A Gift for All Seasons

In this time of giving, we are reminded of all of the wonderful gifts that people living with dementia have given to us. Once we took the time to get to know these elders, we found that they had wonderful stories to share with us. These stories are often just snapshots, brief moments remembered from a long life. A wise man once told us,

“When an old person dies, an entire library is lost.”
Here is one of our favorite stories. It was told to us by a 95 year old woman. As a young girl, she lived in a sod house on the prairie. Though out her long life, she spent her days sharing her gifts of music and poetry with her church, her family and her friends. This story that she shared with us is a fine example of courage and grace in desperate times, the Great Depression of the 1930’s. We happily pass this gift forward for you to enjoy this Christmas season.

-Esther Masted

The calendar said it was spring, but winter wasn.t quite finished with us yet. This particular Saturday started with a cold rain and as the temperature continued to drop, the rain turned to sleet. The sidewalks were soon covered with ice. As I climbed the steps to the El train downtown after work, a flower vendor’s colorful display caught my eye. It seemed so out of place to see fresh roses in that miserably cold corner. They weren’t long stemmed, but they were roses. Suddenly I felt a tremendous urge to buy a dozen and bring them to my friend, Mae. Mae was a soloist in our choir. I was her accompanist, and I admired her tremendously. This was during the depression, so even twenty- five cents was big money for me. The vendor gave me extra wax paper to protect the roses, and I headed for home.

My mom was appalled when I told her of my planned errand as I gulped down a little of her good dinner. Her words,

“In this weather?” showed her concern.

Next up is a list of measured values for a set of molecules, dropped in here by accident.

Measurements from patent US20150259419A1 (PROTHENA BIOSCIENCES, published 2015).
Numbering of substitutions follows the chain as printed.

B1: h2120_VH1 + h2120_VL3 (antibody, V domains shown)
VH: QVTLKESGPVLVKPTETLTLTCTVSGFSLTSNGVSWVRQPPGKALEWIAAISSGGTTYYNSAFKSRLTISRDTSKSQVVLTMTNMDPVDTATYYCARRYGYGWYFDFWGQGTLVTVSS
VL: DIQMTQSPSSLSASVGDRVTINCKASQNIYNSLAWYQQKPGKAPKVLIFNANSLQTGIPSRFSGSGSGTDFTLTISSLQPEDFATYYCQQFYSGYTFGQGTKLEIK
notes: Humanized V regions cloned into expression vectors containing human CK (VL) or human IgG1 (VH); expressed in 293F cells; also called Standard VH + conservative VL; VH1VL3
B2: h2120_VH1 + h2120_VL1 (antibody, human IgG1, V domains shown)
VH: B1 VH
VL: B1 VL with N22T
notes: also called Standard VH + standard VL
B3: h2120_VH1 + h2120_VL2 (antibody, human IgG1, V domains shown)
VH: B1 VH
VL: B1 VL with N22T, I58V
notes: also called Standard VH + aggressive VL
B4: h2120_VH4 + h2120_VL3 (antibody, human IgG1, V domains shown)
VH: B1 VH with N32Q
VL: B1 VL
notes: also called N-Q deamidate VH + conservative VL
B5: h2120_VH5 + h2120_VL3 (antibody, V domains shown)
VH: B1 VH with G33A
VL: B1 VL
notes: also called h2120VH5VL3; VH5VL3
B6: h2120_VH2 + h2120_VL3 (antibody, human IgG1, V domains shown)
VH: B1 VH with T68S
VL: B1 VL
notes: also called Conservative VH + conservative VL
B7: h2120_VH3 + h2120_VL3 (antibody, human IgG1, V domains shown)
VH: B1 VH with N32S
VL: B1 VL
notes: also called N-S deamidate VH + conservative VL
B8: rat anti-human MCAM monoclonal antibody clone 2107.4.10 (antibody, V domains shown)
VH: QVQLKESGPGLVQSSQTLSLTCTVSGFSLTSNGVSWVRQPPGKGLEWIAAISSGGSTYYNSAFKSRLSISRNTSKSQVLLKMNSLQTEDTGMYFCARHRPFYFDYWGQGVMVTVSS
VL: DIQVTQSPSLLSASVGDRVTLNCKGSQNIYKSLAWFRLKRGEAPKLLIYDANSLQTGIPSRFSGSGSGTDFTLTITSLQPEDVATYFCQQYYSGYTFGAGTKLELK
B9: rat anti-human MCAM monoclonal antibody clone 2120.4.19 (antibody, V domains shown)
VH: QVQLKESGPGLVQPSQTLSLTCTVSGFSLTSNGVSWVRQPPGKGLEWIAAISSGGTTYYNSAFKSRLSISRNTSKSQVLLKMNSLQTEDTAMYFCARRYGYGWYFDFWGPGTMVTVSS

After another two blocks of slipping and sliding, a short ride on the Western Avenue streetcar and longer ride on the Milwaukee Avenue streetcar, plus three more blocks of walking, I reached her address- but no Mae! Her grimly angry mother-in-law told me, “They’ve moved out!” After considerable pleading, she gave me their new address.

Another three block hike brought me back to Milwaukee Avenue and the factory type building indicated. No front entrance, no side entrance. After picking my way
through mud and debris, I found a rickety door at the back of the building. Inside was a long, dark stairway. With my heart in my throat, I inched my way up the stairs and knocked at the door. The door opened and Mae’s husband stood in the doorway with their toddler in his arms. His inability to find employment had led to the quarrel with his parents and their asking him to move. He told me Mae was walking to her mother’s home to ask for money for bread and milk for the baby.

By now, I was feeling that the roses were totally inappropriate, but her husband’s eyes were glistening as he put them in a tall water glass. His voice wasn’t quite steady as he told me,

“When Mae left to go to her mother’s she said, ‘I don.t think there is one person in this whole world who cares whether we live or die!’” They both told me afterward of the healing tears that flowed when Mae returned home to find roses waiting for her. Through the years she has often mentioned that little bunch of roses as the best gift she had ever received!

The End

When we share Esther’s story with various groups, we always ask this question: What color were the roses? Nine out of ten people say that the roses were red. Sadly, we never asked Esther that question, so the color of the roses will forever be a mystery. Esther’s story of this gift of compassion and love during very tough times, gives us an intimate look into the great depression. We learn about the courage and toughness of a young girl as she set out on her mission to bring flowers to her friend. We also ask groups who read this story,

“Would you have had the courage to walk up those dark, rickety stairs on a cold, sleeting, wet night?”

Would you?